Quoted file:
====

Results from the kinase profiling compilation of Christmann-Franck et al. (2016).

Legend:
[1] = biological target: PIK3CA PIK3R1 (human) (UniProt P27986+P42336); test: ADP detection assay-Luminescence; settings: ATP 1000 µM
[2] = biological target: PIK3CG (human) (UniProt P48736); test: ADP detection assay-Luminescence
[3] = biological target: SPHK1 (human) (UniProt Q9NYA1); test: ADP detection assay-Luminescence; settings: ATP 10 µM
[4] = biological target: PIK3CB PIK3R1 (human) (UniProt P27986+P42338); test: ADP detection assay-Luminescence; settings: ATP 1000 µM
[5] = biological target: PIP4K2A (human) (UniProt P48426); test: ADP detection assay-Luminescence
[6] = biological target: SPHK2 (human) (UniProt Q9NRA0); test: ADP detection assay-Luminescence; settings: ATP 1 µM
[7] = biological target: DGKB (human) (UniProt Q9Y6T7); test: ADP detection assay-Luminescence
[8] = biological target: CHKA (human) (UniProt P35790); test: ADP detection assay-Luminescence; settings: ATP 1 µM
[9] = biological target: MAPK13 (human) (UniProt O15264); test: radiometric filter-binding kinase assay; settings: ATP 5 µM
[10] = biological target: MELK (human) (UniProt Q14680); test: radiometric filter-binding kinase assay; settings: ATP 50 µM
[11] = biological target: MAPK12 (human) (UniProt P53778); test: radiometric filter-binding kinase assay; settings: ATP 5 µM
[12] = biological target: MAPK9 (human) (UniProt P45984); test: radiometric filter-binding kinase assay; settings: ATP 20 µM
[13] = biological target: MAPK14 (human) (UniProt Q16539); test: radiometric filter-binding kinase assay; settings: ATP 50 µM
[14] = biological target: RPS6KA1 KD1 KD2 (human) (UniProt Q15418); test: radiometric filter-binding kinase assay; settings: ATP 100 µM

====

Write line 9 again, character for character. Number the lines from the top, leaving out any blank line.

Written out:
[7] = biological target: DGKB (human) (UniProt Q9Y6T7); test: ADP detection assay-Luminescence